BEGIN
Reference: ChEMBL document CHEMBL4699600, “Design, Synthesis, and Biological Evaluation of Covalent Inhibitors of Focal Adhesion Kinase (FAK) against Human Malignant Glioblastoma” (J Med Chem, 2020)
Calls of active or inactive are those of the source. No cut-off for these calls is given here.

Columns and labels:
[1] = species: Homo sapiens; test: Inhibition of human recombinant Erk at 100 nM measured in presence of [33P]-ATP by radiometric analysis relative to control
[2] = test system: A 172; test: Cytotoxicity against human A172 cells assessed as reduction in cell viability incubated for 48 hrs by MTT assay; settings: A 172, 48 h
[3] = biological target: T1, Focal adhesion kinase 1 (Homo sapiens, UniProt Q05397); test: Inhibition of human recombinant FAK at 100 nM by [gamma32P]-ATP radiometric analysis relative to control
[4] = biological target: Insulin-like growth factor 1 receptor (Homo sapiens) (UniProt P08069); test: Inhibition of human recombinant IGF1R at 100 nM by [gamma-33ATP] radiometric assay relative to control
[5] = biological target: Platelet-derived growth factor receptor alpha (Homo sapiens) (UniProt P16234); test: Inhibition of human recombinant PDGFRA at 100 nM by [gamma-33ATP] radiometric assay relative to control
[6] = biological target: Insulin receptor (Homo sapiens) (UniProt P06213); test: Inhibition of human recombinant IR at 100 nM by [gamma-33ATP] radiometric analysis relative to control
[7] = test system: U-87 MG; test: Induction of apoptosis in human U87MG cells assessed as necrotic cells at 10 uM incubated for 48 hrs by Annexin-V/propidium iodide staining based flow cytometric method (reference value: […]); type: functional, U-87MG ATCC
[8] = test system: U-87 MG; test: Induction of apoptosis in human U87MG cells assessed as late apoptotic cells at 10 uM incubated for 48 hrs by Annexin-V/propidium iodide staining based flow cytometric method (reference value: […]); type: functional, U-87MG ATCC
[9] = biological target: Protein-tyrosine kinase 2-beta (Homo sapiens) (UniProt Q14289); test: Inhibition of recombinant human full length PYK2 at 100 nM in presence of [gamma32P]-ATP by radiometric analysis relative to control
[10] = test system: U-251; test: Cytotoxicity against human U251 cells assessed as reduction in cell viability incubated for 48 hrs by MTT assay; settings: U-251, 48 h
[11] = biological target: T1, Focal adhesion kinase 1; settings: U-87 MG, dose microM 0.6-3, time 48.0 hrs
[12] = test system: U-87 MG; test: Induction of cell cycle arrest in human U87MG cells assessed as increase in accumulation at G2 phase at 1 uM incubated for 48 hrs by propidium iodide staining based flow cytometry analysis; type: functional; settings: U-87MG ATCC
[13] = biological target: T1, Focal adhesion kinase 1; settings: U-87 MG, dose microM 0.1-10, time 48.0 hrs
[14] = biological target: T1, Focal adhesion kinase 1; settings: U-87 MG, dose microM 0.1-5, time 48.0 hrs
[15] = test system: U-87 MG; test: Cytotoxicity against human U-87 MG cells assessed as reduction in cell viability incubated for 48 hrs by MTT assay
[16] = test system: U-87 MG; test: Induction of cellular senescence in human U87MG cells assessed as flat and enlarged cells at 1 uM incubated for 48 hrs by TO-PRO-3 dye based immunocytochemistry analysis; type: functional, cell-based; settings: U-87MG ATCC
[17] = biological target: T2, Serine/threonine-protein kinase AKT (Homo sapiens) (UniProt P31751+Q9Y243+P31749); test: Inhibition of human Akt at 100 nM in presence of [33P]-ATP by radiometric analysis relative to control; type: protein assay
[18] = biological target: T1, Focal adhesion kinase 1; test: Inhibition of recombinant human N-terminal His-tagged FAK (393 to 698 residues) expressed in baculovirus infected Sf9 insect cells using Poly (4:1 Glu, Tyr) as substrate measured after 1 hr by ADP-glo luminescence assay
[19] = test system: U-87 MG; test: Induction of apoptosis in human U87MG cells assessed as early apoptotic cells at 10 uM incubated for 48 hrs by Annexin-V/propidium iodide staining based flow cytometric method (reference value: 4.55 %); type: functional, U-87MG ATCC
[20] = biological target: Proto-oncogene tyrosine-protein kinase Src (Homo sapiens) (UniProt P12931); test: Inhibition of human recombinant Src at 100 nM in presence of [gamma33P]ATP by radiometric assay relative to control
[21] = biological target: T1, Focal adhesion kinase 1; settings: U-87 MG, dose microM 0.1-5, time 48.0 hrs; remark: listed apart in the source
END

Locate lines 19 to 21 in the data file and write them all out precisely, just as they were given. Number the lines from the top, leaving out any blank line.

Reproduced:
[16] = test system: U-87 MG; test: Induction of cellular senescence in human U87MG cells assessed as flat and enlarged cells at 1 uM incubated for 48 hrs by TO-PRO-3 dye based immunocytochemistry analysis; type: functional, cell-based; settings: U-87MG ATCC
[17] = biological target: T2, Serine/threonine-protein kinase AKT (Homo sapiens) (UniProt P31751+Q9Y243+P31749); test: Inhibition of human Akt at 100 nM in presence of [33P]-ATP by radiometric analysis relative to control; type: protein assay
[18] = biological target: T1, Focal adhesion kinase 1; test: Inhibition of recombinant human N-terminal His-tagged FAK (393 to 698 residues) expressed in baculovirus infected Sf9 insect cells using Poly (4:1 Glu, Tyr) as substrate measured after 1 hr by ADP-glo luminescence assay